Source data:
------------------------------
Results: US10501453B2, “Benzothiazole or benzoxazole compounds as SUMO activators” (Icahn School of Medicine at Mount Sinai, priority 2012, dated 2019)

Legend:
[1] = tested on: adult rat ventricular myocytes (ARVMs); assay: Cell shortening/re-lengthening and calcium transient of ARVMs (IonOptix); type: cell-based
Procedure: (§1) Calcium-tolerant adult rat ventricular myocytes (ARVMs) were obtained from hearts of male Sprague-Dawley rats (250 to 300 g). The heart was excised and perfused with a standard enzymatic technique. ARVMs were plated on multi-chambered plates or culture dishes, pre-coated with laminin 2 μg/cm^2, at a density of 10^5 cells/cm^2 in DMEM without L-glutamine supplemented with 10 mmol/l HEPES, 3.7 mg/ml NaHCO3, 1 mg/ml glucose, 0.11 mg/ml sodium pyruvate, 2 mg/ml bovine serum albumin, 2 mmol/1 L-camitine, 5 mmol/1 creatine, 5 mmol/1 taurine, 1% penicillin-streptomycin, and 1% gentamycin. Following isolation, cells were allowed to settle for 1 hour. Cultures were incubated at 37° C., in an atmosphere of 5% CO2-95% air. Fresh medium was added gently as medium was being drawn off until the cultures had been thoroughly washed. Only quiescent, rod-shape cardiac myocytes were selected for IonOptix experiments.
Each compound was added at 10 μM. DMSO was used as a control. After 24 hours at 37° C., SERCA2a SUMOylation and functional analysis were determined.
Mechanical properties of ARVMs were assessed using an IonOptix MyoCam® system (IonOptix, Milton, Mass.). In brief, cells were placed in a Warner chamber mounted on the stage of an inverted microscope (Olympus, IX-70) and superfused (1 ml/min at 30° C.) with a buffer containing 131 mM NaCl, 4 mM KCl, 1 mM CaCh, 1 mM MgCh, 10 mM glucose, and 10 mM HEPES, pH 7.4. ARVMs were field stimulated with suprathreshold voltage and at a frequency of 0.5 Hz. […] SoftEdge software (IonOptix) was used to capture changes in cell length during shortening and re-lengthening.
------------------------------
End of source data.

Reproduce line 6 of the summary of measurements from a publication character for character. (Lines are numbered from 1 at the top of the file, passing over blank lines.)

Mechanical properties of ARVMs were assessed using an IonOptix MyoCam® system (IonOptix, Milton, Mass.). In brief, cells were placed in a Warner chamber mounted on the stage of an inverted microscope (Olympus, IX-70) and superfused (1 ml/min at 30° C.) with a buffer containing 131 mM NaCl, 4 mM KCl, 1 mM CaCh, 1 mM MgCh, 10 mM glucose, and 10 mM HEPES, pH 7.4. ARVMs were field stimulated with suprathreshold voltage and at a frequency of 0.5 Hz. […] SoftEdge software (IonOptix) was used to capture changes in cell length during shortening and re-lengthening.